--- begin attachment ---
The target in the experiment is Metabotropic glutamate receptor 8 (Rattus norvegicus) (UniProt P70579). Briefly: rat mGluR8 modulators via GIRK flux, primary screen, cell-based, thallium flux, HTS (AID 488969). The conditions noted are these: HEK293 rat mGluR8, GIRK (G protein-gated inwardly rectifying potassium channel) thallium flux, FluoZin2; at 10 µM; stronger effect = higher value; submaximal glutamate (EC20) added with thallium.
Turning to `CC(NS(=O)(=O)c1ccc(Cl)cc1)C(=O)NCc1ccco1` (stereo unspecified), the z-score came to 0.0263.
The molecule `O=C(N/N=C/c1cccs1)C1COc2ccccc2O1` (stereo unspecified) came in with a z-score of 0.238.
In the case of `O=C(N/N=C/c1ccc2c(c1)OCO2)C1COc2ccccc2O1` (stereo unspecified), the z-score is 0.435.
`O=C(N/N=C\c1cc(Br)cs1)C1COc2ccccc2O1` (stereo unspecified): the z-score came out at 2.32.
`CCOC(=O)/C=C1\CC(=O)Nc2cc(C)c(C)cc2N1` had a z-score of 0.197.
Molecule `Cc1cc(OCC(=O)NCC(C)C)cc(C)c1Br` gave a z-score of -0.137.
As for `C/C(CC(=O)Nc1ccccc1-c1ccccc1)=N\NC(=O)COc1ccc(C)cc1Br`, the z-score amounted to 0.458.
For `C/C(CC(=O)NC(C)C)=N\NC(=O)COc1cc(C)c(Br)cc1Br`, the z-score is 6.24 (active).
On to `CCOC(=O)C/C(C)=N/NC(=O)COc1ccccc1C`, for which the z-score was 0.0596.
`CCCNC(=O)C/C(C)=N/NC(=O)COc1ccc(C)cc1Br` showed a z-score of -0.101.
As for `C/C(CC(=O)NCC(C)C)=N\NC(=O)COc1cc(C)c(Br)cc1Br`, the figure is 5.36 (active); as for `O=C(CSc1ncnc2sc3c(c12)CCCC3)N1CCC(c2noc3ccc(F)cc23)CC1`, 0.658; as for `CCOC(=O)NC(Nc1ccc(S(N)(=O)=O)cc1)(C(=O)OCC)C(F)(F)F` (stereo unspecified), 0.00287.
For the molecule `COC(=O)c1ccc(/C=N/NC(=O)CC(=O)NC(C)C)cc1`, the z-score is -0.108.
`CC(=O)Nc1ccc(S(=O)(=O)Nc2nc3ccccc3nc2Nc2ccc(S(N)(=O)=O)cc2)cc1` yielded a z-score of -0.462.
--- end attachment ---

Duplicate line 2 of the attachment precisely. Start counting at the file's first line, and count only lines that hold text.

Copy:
Turning to `CC(NS(=O)(=O)c1ccc(Cl)cc1)C(=O)NCc1ccco1` (stereo unspecified), the z-score came to 0.0263.